Social inequality is a serious global issue. A variety of organizations such as UN, OECD, UNESCO, and others are created to combat it. With seemingly so many efforts and resources allocated to address this problem, the result is quite poor. According to Papapolydorou (2014), in schools, we can see that class division is still a primary principle of interpersonal relationship formation. The normality of such practice is still argued in literature, and there is a continuous necessity for new research into this topic due to the fact that inequality is still an issue in many countries of the world.
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The research question is as follows: is it possible to form a socially-inclusive environment at schools in Canada utilizing socially-integrative practices and involvement of parental community?
The problematic nature of the social inequality at schools seems to stem from a more global issue of economic disparity and the gap between the poor and the rich, which still exists in many countries. Due to the globalization of the world’s economy and easy access to almost every corner of the Earth, developed countries with fairly low social segregation as compared to developing ones faced a problem with low-income families seeking shelter. In Canada, 37,5 % of children have at least one parent from another country (“Children with an immigrant background: Bridging cultures,” 2016). Having accepted those families, governments of the U.S., Germany, Norway, Canada and other countries took responsibility for their inclusion into their economies. One of the first steps beside the cultural integration is the integration of social classes both foreign and domestic.
One of the measures to encourage such integration is a reinforcement of career-oriented thinking in schools and active involvement of parental community into developing an integrated and barrier-free environment (Aurini, Milne, & Hillier, 2016; Krahn & Barron, 2013). Shaidullina et al. (2014), mention that forming general career-oriented skills help learners focus on achieving their goals rather than spreading attention to other things. Schneeweis (2011) notes that language gaps influence the social barrier between students with immigration history.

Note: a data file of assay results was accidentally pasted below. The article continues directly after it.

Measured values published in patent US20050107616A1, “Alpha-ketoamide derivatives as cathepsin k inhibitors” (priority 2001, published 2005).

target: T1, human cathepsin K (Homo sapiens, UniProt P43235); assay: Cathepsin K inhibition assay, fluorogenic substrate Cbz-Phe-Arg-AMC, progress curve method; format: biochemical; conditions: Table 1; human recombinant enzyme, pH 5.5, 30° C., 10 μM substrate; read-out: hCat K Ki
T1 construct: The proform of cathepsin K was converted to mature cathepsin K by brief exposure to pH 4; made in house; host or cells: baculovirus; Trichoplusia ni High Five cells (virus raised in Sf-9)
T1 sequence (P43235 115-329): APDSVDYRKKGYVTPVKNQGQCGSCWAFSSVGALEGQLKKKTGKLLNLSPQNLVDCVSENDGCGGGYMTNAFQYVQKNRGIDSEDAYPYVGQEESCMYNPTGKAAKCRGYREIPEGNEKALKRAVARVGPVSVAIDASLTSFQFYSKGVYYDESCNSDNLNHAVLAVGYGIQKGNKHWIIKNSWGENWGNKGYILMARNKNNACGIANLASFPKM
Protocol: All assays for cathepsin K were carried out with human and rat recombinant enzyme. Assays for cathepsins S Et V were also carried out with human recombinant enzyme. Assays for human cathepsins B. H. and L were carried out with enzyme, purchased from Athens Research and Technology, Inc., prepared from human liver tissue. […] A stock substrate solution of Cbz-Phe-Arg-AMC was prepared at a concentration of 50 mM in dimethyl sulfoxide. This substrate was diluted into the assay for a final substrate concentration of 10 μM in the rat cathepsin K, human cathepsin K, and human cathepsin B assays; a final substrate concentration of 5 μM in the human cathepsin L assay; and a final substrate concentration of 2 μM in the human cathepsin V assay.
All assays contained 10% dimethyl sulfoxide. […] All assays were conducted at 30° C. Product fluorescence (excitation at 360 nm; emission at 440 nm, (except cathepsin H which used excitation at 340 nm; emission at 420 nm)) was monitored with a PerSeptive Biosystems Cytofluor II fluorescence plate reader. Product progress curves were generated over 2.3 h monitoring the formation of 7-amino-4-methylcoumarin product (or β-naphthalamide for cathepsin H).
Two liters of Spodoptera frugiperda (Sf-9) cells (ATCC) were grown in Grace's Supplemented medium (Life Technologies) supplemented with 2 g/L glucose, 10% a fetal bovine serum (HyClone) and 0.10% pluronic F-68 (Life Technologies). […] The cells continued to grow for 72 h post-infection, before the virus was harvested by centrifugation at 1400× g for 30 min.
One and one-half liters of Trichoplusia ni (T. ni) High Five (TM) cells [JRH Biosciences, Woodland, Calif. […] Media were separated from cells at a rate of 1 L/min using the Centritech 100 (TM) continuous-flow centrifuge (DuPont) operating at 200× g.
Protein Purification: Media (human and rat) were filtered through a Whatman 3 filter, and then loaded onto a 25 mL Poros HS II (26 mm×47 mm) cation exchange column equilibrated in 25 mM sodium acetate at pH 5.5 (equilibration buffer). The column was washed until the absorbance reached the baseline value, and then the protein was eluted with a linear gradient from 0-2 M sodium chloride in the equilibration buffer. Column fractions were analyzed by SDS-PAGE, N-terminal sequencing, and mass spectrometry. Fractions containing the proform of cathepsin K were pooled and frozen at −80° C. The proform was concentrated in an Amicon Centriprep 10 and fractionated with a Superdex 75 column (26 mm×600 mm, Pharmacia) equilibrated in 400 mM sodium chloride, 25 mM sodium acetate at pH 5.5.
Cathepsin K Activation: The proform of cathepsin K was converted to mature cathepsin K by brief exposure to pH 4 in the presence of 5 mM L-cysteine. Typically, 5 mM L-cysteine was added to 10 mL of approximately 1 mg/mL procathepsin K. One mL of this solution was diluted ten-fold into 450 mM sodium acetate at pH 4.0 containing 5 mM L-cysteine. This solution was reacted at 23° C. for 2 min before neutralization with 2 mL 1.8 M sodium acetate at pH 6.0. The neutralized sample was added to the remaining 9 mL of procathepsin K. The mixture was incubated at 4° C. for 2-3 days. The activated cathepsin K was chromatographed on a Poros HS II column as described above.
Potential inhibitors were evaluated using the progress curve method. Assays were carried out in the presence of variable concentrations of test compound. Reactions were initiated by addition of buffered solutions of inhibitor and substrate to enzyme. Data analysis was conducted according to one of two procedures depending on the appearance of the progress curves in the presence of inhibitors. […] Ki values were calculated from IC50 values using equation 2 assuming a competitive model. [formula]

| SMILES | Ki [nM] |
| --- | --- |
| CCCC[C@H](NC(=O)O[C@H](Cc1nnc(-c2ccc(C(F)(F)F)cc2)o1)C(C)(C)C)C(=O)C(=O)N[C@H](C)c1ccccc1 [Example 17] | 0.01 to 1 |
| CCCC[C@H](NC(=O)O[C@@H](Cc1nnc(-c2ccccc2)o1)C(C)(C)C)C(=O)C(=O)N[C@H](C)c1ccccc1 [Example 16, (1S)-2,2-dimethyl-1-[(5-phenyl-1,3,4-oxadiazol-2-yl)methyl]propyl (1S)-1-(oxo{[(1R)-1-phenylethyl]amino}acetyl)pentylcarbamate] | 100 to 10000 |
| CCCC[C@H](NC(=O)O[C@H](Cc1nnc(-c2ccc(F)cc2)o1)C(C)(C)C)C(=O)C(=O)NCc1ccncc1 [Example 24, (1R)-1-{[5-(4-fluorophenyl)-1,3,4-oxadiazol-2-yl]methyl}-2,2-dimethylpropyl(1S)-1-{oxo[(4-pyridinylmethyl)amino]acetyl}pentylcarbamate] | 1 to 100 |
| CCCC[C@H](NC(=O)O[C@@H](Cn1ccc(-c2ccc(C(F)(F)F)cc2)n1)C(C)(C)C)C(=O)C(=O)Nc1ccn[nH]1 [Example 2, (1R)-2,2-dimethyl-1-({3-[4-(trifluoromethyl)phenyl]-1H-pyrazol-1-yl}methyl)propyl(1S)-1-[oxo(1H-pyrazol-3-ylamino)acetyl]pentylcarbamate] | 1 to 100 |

Additionally, social integration was studied through its interconnection with racial issues of multicultural nations. It has been discovered that the policies of separate education are not healthy for the community and invoke further social problems, which states the need for intercultural and socially-inclusive education (Hardy & Woodcock, 2015).
Overall, the problem seems to be rather persistent both in Canada and abroad. The U.S., EU, Australia and other countries seem to have issues with social integration. As some of the researchers note that this is a natural process in the environment where no intervention was implemented, other voice concerns for further integrative prospects of the marginalized youth of both immigrant and native origin. There seems to be no universal answer, and each individual case has to be reviewed separately. However, it is possible to formulate general provisions for secondary schools as to what could be done in order to create the socially-inclusive environment and bridge the inequality gap.
Main Argument Points
I am planning to argue that social inequality in schools could be conquered. However, sufficient administrative and human resources will be needed to organize an inclusive environment. In addition, I will state that the help of parents in this matter will be of great assistance.
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Firstly, I will state the prevalence of the problem globally and in Canada. The literature suggests that the globalized world created a vast amount of problems, and education with its often-rigid structure and slow innovation introduction suffered a great deal. Since it fails to integrate newcomers into the economy of the country, there is an urgent need for reforms (Georgiades, Boyle, & Fife, 2013).
Secondly, I will outline the positive and negative experience of other countries in terms of safe and harmful practices of inter-cultural and socially-inclusive education. As such, Krahn and Barron (2013) outline a common practice in the U.S. and Canada as ‘integrational transmission of advantage.’ I will argue that this phenomenon contributes to social segregation, which poses a need for better advertisement of benefits of post-secondary education among low-income families and requires state policies for making such education affordable.